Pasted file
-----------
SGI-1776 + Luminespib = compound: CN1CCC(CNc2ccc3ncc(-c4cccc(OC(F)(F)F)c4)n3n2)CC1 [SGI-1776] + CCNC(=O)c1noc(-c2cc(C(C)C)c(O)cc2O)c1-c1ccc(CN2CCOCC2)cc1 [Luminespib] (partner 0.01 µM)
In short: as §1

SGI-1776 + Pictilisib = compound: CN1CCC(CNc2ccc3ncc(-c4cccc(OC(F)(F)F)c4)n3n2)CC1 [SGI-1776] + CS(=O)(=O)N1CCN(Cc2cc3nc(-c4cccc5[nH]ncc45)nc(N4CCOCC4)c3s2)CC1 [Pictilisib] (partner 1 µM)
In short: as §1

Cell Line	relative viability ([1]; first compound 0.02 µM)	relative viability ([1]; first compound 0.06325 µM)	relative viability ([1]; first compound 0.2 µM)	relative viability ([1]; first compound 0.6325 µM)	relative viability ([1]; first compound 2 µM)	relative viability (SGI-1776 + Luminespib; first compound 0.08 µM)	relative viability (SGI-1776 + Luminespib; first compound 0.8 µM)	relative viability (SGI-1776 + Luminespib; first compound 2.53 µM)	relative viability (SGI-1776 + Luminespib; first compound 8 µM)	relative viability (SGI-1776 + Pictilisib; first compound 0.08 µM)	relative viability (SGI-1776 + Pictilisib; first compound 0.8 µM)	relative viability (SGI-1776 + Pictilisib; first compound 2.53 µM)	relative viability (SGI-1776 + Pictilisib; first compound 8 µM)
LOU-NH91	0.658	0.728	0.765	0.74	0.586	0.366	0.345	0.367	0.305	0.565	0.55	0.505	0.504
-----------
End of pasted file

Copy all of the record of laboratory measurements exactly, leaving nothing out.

SGI-1776 + Luminespib = compound: CN1CCC(CNc2ccc3ncc(-c4cccc(OC(F)(F)F)c4)n3n2)CC1 [SGI-1776] + CCNC(=O)c1noc(-c2cc(C(C)C)c(O)cc2O)c1-c1ccc(CN2CCOCC2)cc1 [Luminespib] (partner 0.01 µM)
In short: as §1

SGI-1776 + Pictilisib = compound: CN1CCC(CNc2ccc3ncc(-c4cccc(OC(F)(F)F)c4)n3n2)CC1 [SGI-1776] + CS(=O)(=O)N1CCN(Cc2cc3nc(-c4cccc5[nH]ncc45)nc(N4CCOCC4)c3s2)CC1 [Pictilisib] (partner 1 µM)
In short: as §1

Cell Line	relative viability ([1]; first compound 0.02 µM)	relative viability ([1]; first compound 0.06325 µM)	relative viability ([1]; first compound 0.2 µM)	relative viability ([1]; first compound 0.6325 µM)	relative viability ([1]; first compound 2 µM)	relative viability (SGI-1776 + Luminespib; first compound 0.08 µM)	relative viability (SGI-1776 + Luminespib; first compound 0.8 µM)	relative viability (SGI-1776 + Luminespib; first compound 2.53 µM)	relative viability (SGI-1776 + Luminespib; first compound 8 µM)	relative viability (SGI-1776 + Pictilisib; first compound 0.08 µM)	relative viability (SGI-1776 + Pictilisib; first compound 0.8 µM)	relative viability (SGI-1776 + Pictilisib; first compound 2.53 µM)	relative viability (SGI-1776 + Pictilisib; first compound 8 µM)
LOU-NH91	0.658	0.728	0.765	0.74	0.586	0.366	0.345	0.367	0.305	0.565	0.55	0.505	0.504